sudo apt-get dist-upgrade
These are commands that you could be running more often, but be careful with blindly updating services without having some sort of unit test system in place to know if upgrades break anything. The last step in setting up your environment is to grab any of the packages you will need to compile the kernel. In the case of the provided Ubuntu image, some of these packages were already downloaded, but there is no harm and reissuing the command.
sudo apt-get install build-essential libncurses5-dev git bc libssl-dev
Step 2 – Getting The Source
In the environment setup step above you installed a distributed content repository system, git. If you are unfamiliar with it, spend some time reading up on what it is, and its limitations. Getting the source code to your kernel is most likely not going to look exactly the same as the command below. You will need to find out the most appropriate means of acquiring the source, and from where. In the case of Ubuntu, they make their kernel’s source code available publicly via a git repository.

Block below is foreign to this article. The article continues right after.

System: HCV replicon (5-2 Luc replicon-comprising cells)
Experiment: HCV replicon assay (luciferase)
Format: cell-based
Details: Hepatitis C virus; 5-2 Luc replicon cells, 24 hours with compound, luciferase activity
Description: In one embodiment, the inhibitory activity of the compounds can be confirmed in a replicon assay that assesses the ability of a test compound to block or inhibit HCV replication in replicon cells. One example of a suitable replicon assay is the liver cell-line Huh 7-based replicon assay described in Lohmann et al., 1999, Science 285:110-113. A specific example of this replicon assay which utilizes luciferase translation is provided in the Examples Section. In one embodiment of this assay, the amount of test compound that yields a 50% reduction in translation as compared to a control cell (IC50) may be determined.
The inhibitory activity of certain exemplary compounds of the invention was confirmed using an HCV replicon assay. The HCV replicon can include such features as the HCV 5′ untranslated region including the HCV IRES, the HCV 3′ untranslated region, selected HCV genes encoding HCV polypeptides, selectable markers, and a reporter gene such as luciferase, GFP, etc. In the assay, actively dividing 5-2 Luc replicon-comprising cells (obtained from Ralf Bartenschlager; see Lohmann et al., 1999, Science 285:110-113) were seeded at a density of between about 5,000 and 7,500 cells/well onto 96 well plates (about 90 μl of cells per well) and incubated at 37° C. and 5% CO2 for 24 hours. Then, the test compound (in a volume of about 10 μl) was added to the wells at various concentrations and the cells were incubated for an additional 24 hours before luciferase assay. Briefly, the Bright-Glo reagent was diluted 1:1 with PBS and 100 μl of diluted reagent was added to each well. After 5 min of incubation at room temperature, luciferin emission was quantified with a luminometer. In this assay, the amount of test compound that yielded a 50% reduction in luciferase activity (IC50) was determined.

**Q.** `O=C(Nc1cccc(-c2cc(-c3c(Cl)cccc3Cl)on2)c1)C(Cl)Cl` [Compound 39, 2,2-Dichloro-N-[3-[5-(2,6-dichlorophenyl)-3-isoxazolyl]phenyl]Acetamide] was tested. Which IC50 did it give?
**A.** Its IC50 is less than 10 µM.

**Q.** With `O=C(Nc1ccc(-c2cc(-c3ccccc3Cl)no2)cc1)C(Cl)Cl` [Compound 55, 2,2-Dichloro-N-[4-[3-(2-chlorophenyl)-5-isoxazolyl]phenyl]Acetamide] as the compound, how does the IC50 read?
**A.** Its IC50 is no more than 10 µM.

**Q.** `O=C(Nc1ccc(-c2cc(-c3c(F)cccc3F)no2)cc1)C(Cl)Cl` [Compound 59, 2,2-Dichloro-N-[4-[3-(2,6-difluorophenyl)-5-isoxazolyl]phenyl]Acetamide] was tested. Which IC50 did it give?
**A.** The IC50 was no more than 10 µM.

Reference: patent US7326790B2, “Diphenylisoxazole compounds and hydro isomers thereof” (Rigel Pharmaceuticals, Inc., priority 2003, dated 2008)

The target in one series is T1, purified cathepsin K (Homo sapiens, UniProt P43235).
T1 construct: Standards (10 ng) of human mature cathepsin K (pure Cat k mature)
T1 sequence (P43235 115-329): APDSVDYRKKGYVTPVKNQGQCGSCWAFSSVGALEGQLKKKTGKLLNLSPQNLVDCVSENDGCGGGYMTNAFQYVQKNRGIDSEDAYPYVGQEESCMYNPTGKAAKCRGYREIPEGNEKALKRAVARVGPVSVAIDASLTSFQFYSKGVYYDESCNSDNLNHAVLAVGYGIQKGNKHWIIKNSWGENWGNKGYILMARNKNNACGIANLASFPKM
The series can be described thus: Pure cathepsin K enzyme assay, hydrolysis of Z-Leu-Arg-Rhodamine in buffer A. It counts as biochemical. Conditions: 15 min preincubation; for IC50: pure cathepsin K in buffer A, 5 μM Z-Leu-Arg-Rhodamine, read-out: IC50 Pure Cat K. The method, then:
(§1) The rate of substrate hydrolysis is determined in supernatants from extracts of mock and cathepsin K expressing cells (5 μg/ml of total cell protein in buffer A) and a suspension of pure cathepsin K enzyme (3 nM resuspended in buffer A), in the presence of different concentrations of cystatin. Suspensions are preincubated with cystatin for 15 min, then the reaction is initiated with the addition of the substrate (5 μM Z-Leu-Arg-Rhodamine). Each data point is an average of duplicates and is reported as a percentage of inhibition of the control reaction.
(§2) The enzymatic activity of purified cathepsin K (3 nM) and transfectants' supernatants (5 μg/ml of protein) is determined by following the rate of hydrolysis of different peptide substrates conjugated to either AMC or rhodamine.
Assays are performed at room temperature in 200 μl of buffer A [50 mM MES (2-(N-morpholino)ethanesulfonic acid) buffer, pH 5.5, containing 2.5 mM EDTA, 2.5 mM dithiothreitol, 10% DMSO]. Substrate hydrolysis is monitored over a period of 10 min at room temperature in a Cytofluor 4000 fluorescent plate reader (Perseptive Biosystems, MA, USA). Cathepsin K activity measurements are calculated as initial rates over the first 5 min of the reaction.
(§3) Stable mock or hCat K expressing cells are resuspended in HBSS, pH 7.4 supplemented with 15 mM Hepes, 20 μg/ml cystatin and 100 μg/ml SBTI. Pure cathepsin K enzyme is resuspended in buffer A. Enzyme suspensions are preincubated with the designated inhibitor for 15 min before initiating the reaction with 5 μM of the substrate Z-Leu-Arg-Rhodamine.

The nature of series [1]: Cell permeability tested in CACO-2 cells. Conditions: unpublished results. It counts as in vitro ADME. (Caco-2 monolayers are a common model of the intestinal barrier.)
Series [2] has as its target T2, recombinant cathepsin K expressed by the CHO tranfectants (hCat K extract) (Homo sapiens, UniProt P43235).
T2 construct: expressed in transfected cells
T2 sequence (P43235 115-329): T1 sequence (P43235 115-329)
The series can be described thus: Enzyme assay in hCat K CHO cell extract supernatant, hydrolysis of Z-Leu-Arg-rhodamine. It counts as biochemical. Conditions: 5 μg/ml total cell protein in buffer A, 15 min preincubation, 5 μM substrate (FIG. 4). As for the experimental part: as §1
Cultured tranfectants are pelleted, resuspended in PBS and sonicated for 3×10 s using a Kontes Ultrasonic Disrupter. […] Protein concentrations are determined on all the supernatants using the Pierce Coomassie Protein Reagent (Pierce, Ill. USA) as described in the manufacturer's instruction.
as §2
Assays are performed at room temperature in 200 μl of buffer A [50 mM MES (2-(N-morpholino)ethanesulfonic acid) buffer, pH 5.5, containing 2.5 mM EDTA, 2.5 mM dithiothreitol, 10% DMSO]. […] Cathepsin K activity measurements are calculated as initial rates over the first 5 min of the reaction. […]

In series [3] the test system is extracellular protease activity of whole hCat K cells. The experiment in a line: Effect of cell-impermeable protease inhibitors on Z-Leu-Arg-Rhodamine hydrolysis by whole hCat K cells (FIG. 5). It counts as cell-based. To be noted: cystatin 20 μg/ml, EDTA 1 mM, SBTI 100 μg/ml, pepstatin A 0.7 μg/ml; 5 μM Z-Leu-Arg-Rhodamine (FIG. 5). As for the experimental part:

git clone --depth 1 --branch master git://kernel.ubuntu.com/ubuntu/ubuntu-zesty.git kernel
Breaking down the above git command, it is being instructed to clone a repository, but only the top-level of the master branch, as there is no sense getting any of the history from the repository when we are simply just compiling it for ourselves. The git:// protocol URI is an important detail in the command as when you use the git protocol URI you are able to specify the depth to download. The last part of the command overrides the name of the folder which the repository will be downloaded too.
This process should take less than 5 minutes assuming you get to use the git protocol version. The git protocol requires specific ports to be open. If your current network arrangement has them blocked, you will see timeouts occur. The fallback is to use the HTTP method (the same command just swap the URL for a HTTP/HTTPS git repository address). You will also not be able to set a depth with the HTTP method. Sadly, this backup method could take a long time.
Step 3 – kernel Configuration
To save yourself an incredible amount of time, it is recommended that you do not create a configuration from the ground up. Instead, copy your systems existing configuration and change it to your needs. Copying the existing configuration can be done by issuing the following command: